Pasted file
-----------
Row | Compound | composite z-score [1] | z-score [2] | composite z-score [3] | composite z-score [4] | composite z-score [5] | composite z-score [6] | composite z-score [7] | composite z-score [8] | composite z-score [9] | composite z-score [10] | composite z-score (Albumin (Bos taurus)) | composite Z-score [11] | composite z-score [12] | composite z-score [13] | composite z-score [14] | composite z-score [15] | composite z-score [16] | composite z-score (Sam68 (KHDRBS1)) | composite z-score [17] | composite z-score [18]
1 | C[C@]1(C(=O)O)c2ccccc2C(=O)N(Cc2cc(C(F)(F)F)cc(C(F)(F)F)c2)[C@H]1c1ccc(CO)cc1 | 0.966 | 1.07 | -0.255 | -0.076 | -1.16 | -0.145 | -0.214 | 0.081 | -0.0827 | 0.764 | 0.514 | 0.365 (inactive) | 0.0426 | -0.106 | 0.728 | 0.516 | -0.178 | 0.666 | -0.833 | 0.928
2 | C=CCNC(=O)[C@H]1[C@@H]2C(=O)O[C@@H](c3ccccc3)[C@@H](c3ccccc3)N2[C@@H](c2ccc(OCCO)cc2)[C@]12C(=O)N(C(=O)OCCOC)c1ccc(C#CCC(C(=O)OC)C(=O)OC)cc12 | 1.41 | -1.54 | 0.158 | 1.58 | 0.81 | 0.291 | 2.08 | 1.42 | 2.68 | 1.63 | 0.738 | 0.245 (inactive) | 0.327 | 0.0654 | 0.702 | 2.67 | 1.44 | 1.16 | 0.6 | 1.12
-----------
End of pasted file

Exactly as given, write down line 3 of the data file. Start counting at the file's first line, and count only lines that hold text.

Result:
2 | C=CCNC(=O)[C@H]1[C@@H]2C(=O)O[C@@H](c3ccccc3)[C@@H](c3ccccc3)N2[C@@H](c2ccc(OCCO)cc2)[C@]12C(=O)N(C(=O)OCCOC)c1ccc(C#CCC(C(=O)OC)C(=O)OC)cc12 | 1.41 | -1.54 | 0.158 | 1.58 | 0.81 | 0.291 | 2.08 | 1.42 | 2.68 | 1.63 | 0.738 | 0.245 (inactive) | 0.327 | 0.0654 | 0.702 | 2.67 | 1.44 | 1.16 | 0.6 | 1.12